As Birmingham emerged as a center of industry and transportation around
the turn of the nineteenth century, Birmingham’s Terminal Station was built to
accommodate the city’s rapidly increasing volume of rail traffic. Completed in
1909 and located along Twenty-Sixth Street North between Fourth and Sixth
Avenues, Terminal Station accommodated six of the seven rail lines that served
Birmingham. Philip Thornton Marye designed the grand Beaux Arts station,
considered the most elaborate in the South, with a large central dome and
flanking towers. Terminal Station was a center of activity in Birmingham for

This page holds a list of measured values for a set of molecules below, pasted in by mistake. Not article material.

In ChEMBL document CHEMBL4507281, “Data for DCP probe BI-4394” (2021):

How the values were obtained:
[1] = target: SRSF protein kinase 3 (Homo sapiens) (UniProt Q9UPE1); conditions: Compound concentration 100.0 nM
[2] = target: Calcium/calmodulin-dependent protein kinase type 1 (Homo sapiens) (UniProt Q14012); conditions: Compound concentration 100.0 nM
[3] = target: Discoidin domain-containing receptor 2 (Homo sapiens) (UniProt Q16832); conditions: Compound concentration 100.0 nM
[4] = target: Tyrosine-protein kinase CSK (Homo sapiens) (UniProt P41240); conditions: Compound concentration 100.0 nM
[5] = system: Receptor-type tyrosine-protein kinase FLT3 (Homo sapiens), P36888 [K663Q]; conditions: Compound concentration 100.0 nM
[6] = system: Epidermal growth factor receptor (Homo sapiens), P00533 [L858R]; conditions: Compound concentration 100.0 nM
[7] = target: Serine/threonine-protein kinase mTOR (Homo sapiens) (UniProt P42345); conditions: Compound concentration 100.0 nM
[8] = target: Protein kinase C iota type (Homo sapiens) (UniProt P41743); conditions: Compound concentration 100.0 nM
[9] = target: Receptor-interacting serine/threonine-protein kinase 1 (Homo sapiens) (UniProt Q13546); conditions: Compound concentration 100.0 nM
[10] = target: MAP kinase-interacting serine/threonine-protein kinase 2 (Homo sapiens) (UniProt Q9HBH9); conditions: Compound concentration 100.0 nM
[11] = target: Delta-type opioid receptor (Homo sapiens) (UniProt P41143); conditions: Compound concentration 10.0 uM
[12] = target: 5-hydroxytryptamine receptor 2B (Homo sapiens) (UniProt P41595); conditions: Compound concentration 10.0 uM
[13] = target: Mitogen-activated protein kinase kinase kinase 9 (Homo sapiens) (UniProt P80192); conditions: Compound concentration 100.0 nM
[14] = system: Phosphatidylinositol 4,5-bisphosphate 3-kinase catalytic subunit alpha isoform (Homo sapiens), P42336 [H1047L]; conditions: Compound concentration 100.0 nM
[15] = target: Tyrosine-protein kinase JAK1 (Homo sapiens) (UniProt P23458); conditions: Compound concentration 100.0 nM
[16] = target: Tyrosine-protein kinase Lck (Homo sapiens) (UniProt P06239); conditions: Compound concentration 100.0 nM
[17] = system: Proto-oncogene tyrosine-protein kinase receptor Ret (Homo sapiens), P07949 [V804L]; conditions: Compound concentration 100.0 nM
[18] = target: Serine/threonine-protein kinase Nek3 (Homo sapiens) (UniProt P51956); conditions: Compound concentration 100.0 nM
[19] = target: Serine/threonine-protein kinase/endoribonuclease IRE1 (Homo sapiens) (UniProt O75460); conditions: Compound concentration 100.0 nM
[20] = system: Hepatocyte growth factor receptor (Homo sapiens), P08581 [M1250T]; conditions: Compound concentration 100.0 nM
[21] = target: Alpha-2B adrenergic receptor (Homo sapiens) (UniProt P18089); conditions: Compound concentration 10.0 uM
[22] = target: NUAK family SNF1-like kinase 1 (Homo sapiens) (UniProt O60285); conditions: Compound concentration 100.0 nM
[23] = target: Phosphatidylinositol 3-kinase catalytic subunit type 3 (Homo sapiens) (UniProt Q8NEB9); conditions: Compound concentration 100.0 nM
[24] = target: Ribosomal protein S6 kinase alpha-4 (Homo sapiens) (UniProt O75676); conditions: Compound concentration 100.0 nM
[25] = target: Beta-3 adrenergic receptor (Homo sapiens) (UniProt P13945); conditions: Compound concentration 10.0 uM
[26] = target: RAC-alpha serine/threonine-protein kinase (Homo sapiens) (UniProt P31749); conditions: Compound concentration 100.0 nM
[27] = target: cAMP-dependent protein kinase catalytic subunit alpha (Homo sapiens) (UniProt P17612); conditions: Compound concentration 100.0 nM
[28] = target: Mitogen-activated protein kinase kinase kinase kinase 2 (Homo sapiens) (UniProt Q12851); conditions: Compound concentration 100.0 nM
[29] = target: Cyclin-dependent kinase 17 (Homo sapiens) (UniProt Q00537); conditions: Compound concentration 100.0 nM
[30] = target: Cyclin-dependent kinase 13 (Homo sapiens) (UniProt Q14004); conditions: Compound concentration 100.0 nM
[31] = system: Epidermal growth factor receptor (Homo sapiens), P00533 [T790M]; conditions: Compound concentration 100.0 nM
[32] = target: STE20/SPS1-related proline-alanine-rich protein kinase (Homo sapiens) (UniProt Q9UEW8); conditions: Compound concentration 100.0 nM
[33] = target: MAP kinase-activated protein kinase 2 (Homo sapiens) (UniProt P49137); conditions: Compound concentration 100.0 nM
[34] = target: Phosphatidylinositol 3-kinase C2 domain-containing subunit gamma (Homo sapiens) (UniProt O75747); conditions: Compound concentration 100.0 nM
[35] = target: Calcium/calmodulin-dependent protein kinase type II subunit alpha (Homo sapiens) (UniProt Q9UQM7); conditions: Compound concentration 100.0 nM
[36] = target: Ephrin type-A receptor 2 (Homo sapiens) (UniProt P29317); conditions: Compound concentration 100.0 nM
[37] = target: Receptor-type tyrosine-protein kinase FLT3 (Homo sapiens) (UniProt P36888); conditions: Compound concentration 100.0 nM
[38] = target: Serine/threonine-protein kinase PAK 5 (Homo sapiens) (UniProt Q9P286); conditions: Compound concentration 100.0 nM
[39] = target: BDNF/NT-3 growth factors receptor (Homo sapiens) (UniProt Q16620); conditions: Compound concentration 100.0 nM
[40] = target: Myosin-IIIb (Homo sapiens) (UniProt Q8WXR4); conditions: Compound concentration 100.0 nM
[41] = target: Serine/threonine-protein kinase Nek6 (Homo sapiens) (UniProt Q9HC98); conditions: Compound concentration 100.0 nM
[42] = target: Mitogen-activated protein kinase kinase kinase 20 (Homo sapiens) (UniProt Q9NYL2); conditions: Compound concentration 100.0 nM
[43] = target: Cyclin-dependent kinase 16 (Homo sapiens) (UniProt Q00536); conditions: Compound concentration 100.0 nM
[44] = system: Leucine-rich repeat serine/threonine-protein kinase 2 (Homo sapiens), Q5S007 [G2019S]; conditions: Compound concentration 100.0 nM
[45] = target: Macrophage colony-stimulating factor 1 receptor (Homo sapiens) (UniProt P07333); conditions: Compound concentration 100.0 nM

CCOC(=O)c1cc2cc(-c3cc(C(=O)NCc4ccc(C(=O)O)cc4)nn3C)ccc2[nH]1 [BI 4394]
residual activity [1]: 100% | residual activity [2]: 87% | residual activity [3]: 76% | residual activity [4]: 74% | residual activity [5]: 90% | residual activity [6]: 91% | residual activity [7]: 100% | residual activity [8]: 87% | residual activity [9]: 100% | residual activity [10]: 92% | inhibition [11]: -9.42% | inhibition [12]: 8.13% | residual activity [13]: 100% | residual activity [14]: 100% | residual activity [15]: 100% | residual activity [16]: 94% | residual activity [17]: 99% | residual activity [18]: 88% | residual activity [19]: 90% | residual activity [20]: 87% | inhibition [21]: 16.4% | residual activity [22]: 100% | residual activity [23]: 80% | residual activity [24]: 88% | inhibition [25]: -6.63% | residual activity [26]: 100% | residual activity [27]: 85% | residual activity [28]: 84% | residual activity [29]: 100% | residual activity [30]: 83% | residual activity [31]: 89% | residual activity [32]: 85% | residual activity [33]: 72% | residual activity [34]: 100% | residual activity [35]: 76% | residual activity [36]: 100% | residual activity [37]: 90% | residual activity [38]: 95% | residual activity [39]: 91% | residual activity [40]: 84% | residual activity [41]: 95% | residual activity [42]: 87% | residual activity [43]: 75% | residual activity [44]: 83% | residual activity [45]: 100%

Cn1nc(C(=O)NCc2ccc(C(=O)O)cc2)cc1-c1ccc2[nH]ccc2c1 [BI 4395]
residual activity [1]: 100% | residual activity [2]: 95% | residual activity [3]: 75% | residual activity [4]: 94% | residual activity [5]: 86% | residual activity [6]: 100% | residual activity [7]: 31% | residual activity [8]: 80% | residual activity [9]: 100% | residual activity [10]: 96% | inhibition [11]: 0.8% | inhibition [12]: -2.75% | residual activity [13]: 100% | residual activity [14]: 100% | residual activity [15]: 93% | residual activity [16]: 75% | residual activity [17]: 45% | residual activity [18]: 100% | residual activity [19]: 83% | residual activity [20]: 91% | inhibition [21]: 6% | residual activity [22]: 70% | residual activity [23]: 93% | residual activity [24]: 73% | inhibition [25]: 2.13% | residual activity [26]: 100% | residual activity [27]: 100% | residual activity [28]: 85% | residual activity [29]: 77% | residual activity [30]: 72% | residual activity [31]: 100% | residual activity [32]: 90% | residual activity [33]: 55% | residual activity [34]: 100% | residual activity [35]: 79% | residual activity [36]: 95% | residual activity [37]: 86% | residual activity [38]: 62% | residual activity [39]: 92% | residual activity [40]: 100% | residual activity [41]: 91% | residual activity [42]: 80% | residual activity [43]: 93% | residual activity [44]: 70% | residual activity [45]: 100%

many years but with the decline in rail transportation in the 1950s and 1960s,
use of the station declined. Though several alternative uses for the station
were proposed, none were found feasible, and Terminal Station was demolished in
Scope and Content
This collection contains copies of twelve original drawings of Terminal
Station, some by architect P. Thornton Marye. The collection includes plans,
sections, elevations, and other drawings of Terminal Station.
White, Marjorie Longenecker. Downtown Birmingham: Architectural and
Historical Walking Tour Guide. Birmingham, Alabama: Birmingham Publishing
Company. Publication of the Birmingham Historical Society & First National Bank
Terminal Station Section. Collection #1804. Terminal Station Collection.
Birmingham Public Library. Department of Archives and Manuscripts.